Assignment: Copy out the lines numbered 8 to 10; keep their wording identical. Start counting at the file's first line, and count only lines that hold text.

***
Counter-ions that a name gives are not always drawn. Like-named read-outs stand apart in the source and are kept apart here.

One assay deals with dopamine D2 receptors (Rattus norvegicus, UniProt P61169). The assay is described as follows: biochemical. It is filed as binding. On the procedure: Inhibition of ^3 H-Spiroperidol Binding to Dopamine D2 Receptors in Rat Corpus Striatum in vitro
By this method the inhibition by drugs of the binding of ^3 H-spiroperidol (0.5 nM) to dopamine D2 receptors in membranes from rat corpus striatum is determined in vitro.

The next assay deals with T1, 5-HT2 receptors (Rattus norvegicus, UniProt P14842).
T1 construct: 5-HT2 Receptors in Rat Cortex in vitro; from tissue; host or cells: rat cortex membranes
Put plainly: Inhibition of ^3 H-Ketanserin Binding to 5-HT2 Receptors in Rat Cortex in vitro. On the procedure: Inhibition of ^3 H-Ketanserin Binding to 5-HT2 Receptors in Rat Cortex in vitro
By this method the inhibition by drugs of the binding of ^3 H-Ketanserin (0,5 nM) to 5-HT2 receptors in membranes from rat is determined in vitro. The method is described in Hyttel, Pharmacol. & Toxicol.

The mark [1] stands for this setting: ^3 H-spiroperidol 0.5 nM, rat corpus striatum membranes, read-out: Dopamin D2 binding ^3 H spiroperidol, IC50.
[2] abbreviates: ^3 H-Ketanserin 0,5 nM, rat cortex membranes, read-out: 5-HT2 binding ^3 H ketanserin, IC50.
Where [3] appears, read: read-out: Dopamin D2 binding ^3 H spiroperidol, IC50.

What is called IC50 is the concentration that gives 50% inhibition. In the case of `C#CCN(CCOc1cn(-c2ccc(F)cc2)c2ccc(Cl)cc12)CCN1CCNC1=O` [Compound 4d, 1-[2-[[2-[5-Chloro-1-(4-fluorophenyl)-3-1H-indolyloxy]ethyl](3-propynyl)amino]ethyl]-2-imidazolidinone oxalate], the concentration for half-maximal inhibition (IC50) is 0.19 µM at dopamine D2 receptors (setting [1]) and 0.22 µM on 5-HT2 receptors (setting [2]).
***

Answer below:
The mark [1] stands for this setting: ^3 H-spiroperidol 0.5 nM, rat corpus striatum membranes, read-out: Dopamin D2 binding ^3 H spiroperidol, IC50.
[2] abbreviates: ^3 H-Ketanserin 0,5 nM, rat cortex membranes, read-out: 5-HT2 binding ^3 H ketanserin, IC50.
Where [3] appears, read: read-out: Dopamin D2 binding ^3 H spiroperidol, IC50.